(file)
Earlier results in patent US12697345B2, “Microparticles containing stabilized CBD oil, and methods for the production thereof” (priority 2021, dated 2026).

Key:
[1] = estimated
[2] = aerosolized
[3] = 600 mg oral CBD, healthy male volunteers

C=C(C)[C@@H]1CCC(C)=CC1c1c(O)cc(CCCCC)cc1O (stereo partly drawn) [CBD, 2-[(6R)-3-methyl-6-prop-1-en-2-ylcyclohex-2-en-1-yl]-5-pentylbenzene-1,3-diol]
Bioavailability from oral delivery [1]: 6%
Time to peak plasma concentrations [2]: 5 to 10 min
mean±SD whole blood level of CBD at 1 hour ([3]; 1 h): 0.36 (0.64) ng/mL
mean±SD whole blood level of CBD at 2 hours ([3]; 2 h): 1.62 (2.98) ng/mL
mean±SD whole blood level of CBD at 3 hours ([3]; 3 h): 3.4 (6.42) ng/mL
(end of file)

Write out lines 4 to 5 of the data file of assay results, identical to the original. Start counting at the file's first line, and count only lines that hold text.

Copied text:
[2] = aerosolized
[3] = 600 mg oral CBD, healthy male volunteers